La Via Campesina’s members in Brazil held its Second Seminar on Sexual and Gender Diversity from 3 to 6 November 2022.
The seminar ~ LGBTI+ Via Campesina: Bringing colour to territories, sowing pride and resistance! ~ was held at the Florestan Fernandes National School (ENFF). Nearly 70 Latin American activists from Brazilian, Mexican, Nicaraguan, Colombian, Peruvian, Paraguayan, and Argentinian social movements participated.
The event aimed to foster the debate about the lives and perspectives of LGBTI+ populations based on the struggles experienced by people from rural, forest and water lands, as well as on Via Campesina’s defence of territories, lands, waters, cultures, popular peasant feminism and sexual diversity. Its goal was to reflect on how these agendas are linked while empowering LGBTI+ people in their territories in connection with rural struggles.
It was also an opportunity for exchanging experiences and outlining strategies at the continental level – a process favoured by a large attendance from Latin American countries. Activists participating in this process of collective organization of Via Campesina expect the movement to include LGBTI+ agendas among the elements of peasant political struggle. The seminar produced a document directed at Via Campesina Internacional and the Latin American Coordination of Peasant Organizations (CLOC-Via).
“We affirm sexual and gender diversity agendas within these organizations, which gather hundreds of popular movements from a wide range of countries”, said Alessandro Mariano from the National Direction of Brazil’s Landless Workers Movement (MST). “Rural people are also diverse – ethnicity, race, sexual orientation and gender identity. In other words, Via Campesina welcomes social diversity, in line with the diversity of healthy food it produces.”
In Mariano’s words, “we are ending a cycle started with Bolsonaro’s election, in which violence towards LGBTI+ people increased in rural areas. At least six LGBTI+ peasant activists have been assassinated among tens of victims. Yet they fight back against agricultural, water, and mining businesses, as well as against LGBTI-phobia, machismo, patriarchy, and all other forms of oppression and violence.”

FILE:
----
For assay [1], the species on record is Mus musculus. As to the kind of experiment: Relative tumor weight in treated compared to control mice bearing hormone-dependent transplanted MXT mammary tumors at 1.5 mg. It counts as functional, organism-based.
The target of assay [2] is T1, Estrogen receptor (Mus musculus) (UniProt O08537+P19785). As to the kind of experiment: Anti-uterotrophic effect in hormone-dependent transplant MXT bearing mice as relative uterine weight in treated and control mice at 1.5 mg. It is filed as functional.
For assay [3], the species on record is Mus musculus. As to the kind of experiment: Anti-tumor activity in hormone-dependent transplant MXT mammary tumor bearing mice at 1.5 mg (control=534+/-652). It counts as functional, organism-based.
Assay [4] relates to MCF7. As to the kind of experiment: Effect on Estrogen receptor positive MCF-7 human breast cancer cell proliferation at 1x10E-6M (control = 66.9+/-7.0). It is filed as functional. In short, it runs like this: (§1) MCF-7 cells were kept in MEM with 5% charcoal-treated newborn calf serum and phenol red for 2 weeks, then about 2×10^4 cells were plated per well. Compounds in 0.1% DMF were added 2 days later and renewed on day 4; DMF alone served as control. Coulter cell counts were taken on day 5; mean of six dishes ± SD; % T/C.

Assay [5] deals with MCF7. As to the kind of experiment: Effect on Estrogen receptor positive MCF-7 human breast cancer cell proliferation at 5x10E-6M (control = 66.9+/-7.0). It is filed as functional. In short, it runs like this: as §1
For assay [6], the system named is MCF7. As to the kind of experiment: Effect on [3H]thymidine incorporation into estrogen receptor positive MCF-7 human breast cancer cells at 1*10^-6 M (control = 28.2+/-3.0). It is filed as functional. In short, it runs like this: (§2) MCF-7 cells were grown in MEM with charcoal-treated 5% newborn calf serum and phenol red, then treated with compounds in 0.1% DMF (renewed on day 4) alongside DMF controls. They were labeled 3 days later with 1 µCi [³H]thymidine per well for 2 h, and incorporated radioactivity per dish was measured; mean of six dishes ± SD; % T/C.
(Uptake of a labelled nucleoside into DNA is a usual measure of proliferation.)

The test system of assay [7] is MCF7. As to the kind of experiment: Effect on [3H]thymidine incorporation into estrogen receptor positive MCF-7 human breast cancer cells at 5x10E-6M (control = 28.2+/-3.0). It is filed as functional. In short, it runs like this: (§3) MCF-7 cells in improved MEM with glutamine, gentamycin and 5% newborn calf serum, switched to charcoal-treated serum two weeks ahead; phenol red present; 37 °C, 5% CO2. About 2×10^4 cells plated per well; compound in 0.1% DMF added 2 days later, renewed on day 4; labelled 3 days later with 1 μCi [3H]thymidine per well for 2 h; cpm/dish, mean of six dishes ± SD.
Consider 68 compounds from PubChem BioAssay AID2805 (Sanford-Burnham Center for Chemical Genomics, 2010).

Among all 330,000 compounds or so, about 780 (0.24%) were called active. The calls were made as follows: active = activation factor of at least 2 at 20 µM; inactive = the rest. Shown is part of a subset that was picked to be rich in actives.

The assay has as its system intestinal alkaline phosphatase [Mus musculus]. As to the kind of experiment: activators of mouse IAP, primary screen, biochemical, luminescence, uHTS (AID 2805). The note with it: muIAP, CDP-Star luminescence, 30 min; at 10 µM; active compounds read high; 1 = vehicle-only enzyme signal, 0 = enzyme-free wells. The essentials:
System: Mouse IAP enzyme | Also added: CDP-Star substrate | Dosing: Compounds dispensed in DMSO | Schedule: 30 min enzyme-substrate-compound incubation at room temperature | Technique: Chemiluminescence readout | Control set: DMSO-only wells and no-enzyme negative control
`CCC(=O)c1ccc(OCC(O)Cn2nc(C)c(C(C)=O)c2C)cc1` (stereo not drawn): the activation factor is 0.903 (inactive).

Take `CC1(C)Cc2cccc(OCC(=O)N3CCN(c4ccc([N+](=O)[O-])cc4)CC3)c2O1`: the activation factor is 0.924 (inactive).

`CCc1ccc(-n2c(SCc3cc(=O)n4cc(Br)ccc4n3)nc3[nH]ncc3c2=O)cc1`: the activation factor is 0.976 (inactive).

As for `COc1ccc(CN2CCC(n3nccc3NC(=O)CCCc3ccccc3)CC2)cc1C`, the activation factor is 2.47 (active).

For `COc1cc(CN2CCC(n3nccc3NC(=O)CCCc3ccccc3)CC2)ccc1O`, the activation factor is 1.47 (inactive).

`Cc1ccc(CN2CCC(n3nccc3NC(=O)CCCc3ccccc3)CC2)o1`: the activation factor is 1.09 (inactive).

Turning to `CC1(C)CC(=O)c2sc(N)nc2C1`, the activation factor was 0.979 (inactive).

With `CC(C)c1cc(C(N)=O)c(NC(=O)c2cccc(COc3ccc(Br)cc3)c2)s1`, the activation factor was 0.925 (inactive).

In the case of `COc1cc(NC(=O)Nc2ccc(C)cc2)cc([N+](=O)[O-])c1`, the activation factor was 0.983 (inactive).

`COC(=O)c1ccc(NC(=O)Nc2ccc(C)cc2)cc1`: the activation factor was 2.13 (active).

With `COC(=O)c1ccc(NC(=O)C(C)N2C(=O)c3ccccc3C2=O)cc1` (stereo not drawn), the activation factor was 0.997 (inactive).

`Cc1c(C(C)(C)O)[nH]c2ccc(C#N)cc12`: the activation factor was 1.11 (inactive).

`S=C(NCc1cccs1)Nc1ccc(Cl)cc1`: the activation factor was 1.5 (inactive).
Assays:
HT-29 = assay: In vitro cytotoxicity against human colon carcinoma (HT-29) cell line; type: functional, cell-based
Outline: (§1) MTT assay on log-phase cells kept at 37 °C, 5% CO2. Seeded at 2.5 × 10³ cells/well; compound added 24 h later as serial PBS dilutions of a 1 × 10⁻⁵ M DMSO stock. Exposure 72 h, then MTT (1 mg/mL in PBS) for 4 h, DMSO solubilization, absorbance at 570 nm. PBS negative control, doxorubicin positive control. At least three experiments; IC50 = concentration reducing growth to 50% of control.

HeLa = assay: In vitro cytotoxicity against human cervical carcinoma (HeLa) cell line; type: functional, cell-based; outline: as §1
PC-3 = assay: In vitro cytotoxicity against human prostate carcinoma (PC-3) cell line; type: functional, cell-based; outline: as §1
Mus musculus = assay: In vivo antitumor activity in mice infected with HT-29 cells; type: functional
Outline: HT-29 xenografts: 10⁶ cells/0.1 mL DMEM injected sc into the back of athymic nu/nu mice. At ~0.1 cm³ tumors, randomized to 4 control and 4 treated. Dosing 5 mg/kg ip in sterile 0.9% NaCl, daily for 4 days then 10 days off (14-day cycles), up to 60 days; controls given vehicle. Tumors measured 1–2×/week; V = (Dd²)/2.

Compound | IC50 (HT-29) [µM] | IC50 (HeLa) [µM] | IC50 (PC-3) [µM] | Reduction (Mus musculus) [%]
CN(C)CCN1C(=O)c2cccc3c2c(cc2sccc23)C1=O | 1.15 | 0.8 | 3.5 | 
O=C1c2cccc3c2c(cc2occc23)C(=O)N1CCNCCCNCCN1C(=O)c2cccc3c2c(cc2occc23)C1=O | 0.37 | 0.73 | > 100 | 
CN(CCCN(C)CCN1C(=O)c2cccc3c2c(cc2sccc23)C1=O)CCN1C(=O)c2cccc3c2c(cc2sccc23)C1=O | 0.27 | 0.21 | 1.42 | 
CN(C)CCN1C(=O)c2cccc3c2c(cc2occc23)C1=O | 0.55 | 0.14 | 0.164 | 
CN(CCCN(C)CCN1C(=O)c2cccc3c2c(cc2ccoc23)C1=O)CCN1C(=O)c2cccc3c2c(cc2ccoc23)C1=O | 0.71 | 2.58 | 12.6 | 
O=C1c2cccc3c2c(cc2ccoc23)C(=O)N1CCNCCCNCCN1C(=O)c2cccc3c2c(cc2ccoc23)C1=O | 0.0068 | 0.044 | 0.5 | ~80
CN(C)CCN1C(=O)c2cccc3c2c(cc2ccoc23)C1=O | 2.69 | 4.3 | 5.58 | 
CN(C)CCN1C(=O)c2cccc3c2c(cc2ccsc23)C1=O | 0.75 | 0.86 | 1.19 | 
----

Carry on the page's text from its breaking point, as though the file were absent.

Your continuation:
The event included art slams, round tables and lectures by prominent figures from LGBTI+ community, such as the drag queen and social-media influencer Rita von Hunty, the president of the Brazilian Lesbian, Gay, Travesti, Transsexual and Transgender Association (ABLGT) Simmy Larrat, Beto de Jesus representing Brazil’s branch of Aids Healthcare Foundation (AHF), Paraguay’s Conamuri/LVC member Cony Gonzales, and Gahela Tseneg, from Peru’s Cari organization.
Also, LGBTI+ activists from several popular movements participated in the seminar, such as Brazil’s Indigenous Peoples Network (APIB), the National Network Coordination of Rural Black Quilombo Communities (CONAQ), MST, the Movement of People Affected by Dams (MAB), the Movement of Small Farmers (MPA), the Pastoral Land Commission (CPT), the Rural Youth Ministry (PJR), the Peasant Women’s Movement (MMC) and the Movement for Popular Sovereignty in Mining (MAM).
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